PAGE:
You can probably guess what happened- I didn’t get the grades. It was like I hit a wall at 70 miles- bricks exploding, glass shattered, whiplash, bones broken…my entire world fell apart. I was numb, sitting in my own failure at what I thought was rock bottom. My parents and I had a meeting at school to discuss my grades and future, where I stubbornly echoed “medicine” to that question…they didn’t laugh but they might as well have- we all knew I wasn’t going to med-school. I had an ultimatum to pick up my grades or get kicked out, and I chose the former because I had a gut feeling I wasn’t finished, so I went back in September for my final year. The first chemistry lesson back, my teacher kept me behind and asked how I felt about my results; and when I admitted I didn’t know, said “you’re never going to be good enough to do what you want to do”. Remember when I thought I hit rock bottom? When I heard those words from someone who was supposed to be supporting me, the bottom gave way and I kept falling again. 3 years on and I still remember. 3 years on and I still can’t find peace. 

I went home and cried myself to sleep. When I woke up I took some scissors and did what I never thought I’d do. I picked up ‘Wintergirls’ and read again, and a strange feeling passed over me as I related in a new way and it clicked. I went back to school and realised how I felt in psychology lessons. I researched psychology universities and courses. I re-wrote my personal statement. I found some motivation and studied hard again. At the last parent’s evening, when that teacher looked me in the eye and said, “you’ve improved a lot, your efforts have been marked”, my mother smiled. I wished I could have marked their face. 

September 2019, I started university: BSc Psychology. I found friends- something I didn’t really have in high school. I enjoyed the 9AM lectures, excited to learn content I was passionate about, I never had that in high school. My grades flipped from C’s to commendations. I saw the brightest colours I had missed out on for seven years. It’s funny, my university doesn’t know about my academic background and never read my personal statement- the ones in clearing don’t, but I’ve learned that a good match doesn’t depend on this. I found my footing, worked hard and never looked back.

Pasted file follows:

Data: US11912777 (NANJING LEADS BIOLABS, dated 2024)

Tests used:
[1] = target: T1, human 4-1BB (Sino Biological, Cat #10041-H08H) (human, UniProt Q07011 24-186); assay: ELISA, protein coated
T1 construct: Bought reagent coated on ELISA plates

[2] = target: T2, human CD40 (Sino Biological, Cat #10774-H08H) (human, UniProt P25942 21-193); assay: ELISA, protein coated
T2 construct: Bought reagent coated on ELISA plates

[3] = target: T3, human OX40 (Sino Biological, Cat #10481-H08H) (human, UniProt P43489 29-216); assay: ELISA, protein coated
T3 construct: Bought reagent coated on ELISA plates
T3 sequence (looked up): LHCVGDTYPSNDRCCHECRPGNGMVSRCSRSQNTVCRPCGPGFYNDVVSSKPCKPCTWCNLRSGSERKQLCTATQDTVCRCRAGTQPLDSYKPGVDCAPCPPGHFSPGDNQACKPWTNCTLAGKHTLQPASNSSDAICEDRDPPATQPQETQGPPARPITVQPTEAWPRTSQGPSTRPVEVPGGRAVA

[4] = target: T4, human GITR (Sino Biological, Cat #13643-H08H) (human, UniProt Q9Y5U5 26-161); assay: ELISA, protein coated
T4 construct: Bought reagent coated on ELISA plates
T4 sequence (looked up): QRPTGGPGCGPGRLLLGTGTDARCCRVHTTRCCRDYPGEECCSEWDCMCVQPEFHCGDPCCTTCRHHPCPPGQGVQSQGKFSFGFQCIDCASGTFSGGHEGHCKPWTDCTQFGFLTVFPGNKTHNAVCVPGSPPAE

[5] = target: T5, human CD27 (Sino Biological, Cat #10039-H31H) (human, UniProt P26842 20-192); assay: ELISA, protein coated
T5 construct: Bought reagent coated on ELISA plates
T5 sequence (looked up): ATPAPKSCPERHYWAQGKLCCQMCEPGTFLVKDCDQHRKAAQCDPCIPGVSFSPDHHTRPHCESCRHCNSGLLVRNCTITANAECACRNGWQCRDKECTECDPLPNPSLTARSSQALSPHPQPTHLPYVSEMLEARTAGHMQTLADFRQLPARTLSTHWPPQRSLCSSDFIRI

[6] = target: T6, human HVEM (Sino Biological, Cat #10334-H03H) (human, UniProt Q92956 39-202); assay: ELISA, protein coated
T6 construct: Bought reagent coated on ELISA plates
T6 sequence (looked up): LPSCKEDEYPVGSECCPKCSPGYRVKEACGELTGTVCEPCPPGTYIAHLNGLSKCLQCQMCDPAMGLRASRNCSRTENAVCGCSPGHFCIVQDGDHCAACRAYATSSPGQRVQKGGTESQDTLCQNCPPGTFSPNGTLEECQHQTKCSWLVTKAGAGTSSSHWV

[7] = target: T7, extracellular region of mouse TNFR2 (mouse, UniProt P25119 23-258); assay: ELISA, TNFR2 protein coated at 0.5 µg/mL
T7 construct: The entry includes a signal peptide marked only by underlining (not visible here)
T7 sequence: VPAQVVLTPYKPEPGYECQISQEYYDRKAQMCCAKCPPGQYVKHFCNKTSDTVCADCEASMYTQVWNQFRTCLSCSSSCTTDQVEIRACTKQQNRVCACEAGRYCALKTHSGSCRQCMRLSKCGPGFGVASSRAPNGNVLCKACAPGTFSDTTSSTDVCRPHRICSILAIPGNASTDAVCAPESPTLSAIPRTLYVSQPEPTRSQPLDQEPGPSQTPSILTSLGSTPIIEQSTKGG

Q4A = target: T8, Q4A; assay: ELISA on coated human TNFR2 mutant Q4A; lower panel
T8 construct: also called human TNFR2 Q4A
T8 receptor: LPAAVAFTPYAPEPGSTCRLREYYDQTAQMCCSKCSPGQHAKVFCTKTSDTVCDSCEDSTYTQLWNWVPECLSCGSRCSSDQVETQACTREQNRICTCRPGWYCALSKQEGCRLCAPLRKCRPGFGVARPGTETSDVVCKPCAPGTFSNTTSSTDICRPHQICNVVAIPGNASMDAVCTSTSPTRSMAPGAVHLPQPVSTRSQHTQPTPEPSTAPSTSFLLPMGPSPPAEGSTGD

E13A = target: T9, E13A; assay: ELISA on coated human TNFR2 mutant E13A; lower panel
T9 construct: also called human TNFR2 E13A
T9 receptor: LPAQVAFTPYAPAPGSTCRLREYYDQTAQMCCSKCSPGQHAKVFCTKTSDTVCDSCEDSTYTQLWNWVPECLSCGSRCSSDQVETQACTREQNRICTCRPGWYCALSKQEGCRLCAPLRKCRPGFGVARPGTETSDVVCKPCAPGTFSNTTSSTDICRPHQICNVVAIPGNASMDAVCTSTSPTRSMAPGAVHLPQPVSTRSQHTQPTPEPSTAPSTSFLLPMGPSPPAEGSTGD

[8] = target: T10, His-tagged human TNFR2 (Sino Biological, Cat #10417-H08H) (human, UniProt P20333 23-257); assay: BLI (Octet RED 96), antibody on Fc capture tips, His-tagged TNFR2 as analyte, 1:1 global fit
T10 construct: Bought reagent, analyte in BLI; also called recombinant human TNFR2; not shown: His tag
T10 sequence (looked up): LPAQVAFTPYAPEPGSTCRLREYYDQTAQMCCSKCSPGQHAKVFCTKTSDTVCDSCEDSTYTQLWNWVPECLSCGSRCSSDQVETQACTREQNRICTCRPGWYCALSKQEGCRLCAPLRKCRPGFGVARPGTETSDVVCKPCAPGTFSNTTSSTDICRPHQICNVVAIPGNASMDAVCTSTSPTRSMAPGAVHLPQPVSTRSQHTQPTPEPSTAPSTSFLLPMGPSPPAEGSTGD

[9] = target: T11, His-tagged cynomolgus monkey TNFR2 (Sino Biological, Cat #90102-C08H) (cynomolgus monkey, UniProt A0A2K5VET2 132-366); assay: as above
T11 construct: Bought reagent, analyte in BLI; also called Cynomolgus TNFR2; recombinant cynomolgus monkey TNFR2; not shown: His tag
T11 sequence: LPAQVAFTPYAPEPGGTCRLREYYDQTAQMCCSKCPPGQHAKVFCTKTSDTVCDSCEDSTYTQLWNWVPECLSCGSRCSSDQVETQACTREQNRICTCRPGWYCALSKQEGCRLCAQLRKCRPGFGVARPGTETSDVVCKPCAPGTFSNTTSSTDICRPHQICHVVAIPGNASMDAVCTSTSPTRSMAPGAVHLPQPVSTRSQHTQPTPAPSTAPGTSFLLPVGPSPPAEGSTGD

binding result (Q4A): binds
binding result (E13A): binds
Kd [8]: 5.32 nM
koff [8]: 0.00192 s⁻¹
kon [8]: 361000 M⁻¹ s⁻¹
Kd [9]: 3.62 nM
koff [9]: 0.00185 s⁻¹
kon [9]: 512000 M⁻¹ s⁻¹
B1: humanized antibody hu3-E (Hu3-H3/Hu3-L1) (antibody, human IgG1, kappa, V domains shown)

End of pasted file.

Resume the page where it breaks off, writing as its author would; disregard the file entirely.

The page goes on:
In hindsight, this story is bittersweet but clear. I dreamt of attending my high school and being a doctor, with nothing to support it. It’s okay to give dreams up when you realise it’s not what you imagined. I’ve learnt that an environment of hard work and pressure works sometimes but isn’t for everyone. I’ve learnt being called “stupid” or “not good enough” enough times makes you believe it- I believed everything I was told. It wasn’t until I was seventeen when all the doors shut on me that the right one opened. The worst year of my life was also the best, and if I could go through it all again to get here, I would. All I wanted was the chance to make my own decisions and mistakes, and for the first time, at seventeen, I did. I learned the difference between what other people wanted for me and what I wanted for myself. I know it’s so cliché, but I believe life has a funny way of showing you where you’re meant to be, and what is meant to be will be, and I know I was born to do this.

I’ve known hardships and struggle. I’ve known battling the people I once blindly trusted and I’ve known battling myself. I’ve seen what I thought was rock bottom and I’ve felt the worst betrayal when I fell even further. When giving up was the easiest way out, I lived and fought through it all. Sometimes we have a huge support network when we are vulnerable but other times we just have to put ourselves back together again. I took the best of what I had and turned that into the best of me. I learned, grew harder, saw laugher and happiness come back and found myself again. I’m not 100% healed- there is peace I haven’t and may never find, and forgetting I can’t imagine, but I know progress when I can tell light from dark because I’ve been there and I know what it’s like. 

Be nicer to yourself. Believe in yourself. Trust yourself. Chase your dreams. Don’t give up.

If you were waiting for a sign, this is it. 

Short Poem 1:

I do not fear you

I fear there is truth to what you said.

I don’t want an apology,

I want you to learn from your mistakes instead.

Short Poem 2:

You don’t know how many times I have been back

just hoping to find some peace in it all.

How lovely would it be to not be haunted after all these years?

Maybe in 13 or 30 I can go back-

not to bury memories I no longer want,

but to find comfort in familiarities

in the place I used to call home.

Published by katiecai17

Katie. 21. BSc Psychology. A healthy, happy mind is important too, you know?